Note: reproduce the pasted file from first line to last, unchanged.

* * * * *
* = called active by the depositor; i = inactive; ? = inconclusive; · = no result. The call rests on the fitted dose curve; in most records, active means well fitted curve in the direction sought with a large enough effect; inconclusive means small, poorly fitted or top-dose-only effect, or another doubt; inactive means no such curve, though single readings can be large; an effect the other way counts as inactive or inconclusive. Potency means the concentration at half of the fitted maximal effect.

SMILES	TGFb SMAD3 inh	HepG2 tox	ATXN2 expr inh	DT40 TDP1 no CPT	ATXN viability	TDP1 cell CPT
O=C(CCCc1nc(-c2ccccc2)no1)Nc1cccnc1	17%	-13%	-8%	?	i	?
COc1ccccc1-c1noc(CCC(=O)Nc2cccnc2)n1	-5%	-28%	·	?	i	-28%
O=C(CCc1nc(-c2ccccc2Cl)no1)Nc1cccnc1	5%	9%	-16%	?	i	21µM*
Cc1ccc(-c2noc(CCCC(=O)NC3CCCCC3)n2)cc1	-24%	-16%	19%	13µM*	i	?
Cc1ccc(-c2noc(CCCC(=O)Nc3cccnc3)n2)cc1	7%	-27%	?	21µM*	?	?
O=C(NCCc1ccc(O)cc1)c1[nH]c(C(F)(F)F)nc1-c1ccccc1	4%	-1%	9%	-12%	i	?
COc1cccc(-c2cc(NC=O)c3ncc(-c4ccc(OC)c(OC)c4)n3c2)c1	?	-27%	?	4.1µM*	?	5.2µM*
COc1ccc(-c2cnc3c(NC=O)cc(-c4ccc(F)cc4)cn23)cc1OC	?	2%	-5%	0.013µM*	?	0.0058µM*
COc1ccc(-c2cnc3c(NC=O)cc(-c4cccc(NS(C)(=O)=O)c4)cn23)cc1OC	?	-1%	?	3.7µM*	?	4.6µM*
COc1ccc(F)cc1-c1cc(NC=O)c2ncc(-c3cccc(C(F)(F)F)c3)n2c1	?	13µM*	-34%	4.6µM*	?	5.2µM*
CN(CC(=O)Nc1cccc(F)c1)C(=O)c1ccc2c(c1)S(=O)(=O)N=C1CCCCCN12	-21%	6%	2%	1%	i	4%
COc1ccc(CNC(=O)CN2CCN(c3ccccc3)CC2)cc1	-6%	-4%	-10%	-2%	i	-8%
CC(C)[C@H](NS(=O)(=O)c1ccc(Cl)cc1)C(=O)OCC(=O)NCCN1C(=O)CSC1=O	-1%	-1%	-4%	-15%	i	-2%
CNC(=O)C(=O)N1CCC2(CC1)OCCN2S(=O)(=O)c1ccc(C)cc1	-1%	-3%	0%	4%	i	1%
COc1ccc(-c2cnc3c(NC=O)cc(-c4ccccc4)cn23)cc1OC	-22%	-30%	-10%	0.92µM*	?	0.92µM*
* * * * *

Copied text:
* = called active by the depositor; i = inactive; ? = inconclusive; · = no result. The call rests on the fitted dose curve; in most records, active means well fitted curve in the direction sought with a large enough effect; inconclusive means small, poorly fitted or top-dose-only effect, or another doubt; inactive means no such curve, though single readings can be large; an effect the other way counts as inactive or inconclusive. Potency means the concentration at half of the fitted maximal effect.

SMILES	TGFb SMAD3 inh	HepG2 tox	ATXN2 expr inh	DT40 TDP1 no CPT	ATXN viability	TDP1 cell CPT
O=C(CCCc1nc(-c2ccccc2)no1)Nc1cccnc1	17%	-13%	-8%	?	i	?
COc1ccccc1-c1noc(CCC(=O)Nc2cccnc2)n1	-5%	-28%	·	?	i	-28%
O=C(CCc1nc(-c2ccccc2Cl)no1)Nc1cccnc1	5%	9%	-16%	?	i	21µM*
Cc1ccc(-c2noc(CCCC(=O)NC3CCCCC3)n2)cc1	-24%	-16%	19%	13µM*	i	?
Cc1ccc(-c2noc(CCCC(=O)Nc3cccnc3)n2)cc1	7%	-27%	?	21µM*	?	?
O=C(NCCc1ccc(O)cc1)c1[nH]c(C(F)(F)F)nc1-c1ccccc1	4%	-1%	9%	-12%	i	?
COc1cccc(-c2cc(NC=O)c3ncc(-c4ccc(OC)c(OC)c4)n3c2)c1	?	-27%	?	4.1µM*	?	5.2µM*
COc1ccc(-c2cnc3c(NC=O)cc(-c4ccc(F)cc4)cn23)cc1OC	?	2%	-5%	0.013µM*	?	0.0058µM*
COc1ccc(-c2cnc3c(NC=O)cc(-c4cccc(NS(C)(=O)=O)c4)cn23)cc1OC	?	-1%	?	3.7µM*	?	4.6µM*
COc1ccc(F)cc1-c1cc(NC=O)c2ncc(-c3cccc(C(F)(F)F)c3)n2c1	?	13µM*	-34%	4.6µM*	?	5.2µM*
CN(CC(=O)Nc1cccc(F)c1)C(=O)c1ccc2c(c1)S(=O)(=O)N=C1CCCCCN12	-21%	6%	2%	1%	i	4%
COc1ccc(CNC(=O)CN2CCN(c3ccccc3)CC2)cc1	-6%	-4%	-10%	-2%	i	-8%
CC(C)[C@H](NS(=O)(=O)c1ccc(Cl)cc1)C(=O)OCC(=O)NCCN1C(=O)CSC1=O	-1%	-1%	-4%	-15%	i	-2%
CNC(=O)C(=O)N1CCC2(CC1)OCCN2S(=O)(=O)c1ccc(C)cc1	-1%	-3%	0%	4%	i	1%
COc1ccc(-c2cnc3c(NC=O)cc(-c4ccccc4)cn23)cc1OC	-22%	-30%	-10%	0.92µM*	?	0.92µM*